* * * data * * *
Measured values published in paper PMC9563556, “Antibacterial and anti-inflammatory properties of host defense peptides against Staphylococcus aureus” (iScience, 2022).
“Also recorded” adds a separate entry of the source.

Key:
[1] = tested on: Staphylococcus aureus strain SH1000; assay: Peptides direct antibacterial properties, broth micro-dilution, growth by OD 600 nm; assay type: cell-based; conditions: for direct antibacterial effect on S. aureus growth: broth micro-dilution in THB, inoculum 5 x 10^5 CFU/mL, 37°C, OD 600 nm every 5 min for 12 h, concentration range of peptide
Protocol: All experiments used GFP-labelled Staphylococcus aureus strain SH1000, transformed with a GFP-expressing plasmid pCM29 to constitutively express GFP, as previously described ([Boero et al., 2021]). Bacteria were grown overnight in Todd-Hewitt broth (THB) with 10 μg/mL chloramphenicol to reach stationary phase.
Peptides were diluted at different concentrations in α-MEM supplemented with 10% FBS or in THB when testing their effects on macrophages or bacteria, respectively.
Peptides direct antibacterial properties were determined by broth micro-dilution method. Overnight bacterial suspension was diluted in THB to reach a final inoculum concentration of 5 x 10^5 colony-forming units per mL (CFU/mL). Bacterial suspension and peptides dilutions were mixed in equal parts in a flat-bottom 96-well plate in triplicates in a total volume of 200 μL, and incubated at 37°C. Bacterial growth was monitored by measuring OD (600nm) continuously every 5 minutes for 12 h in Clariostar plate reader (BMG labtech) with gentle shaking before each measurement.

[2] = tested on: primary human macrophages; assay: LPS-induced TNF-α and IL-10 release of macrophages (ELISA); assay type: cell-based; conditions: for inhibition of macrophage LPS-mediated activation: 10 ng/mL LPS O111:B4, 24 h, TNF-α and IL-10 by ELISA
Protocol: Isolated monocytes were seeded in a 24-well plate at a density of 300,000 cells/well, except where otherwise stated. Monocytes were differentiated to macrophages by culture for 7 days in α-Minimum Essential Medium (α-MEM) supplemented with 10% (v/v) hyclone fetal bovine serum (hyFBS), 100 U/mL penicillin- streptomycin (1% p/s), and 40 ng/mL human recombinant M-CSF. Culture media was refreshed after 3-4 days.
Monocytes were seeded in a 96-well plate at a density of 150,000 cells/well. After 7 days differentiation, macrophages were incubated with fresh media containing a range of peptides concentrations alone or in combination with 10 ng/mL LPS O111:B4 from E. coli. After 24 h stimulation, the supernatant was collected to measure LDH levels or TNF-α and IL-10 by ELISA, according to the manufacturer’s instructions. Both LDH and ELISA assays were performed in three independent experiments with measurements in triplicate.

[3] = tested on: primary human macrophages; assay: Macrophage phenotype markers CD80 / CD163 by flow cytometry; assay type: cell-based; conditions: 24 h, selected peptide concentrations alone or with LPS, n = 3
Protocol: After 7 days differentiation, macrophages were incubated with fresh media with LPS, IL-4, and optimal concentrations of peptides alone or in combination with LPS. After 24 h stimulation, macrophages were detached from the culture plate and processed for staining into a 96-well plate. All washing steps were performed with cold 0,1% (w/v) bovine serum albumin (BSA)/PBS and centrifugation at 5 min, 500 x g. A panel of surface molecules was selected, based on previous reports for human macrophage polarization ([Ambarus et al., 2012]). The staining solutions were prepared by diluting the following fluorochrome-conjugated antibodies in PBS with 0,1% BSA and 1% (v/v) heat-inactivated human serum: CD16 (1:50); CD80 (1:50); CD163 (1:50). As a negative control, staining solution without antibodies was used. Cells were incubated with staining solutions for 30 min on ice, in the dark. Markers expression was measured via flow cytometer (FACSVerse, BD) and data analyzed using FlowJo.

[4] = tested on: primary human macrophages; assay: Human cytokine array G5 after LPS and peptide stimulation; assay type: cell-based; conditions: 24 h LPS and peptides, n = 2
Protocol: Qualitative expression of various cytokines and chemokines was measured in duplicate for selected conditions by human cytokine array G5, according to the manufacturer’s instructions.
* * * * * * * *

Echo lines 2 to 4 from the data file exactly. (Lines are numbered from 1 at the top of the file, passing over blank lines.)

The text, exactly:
“Also recorded” adds a separate entry of the source.

Key:
[1] = tested on: Staphylococcus aureus strain SH1000; assay: Peptides direct antibacterial properties, broth micro-dilution, growth by OD 600 nm; assay type: cell-based; conditions: for direct antibacterial effect on S. aureus growth: broth micro-dilution in THB, inoculum 5 x 10^5 CFU/mL, 37°C, OD 600 nm every 5 min for 12 h, concentration range of peptide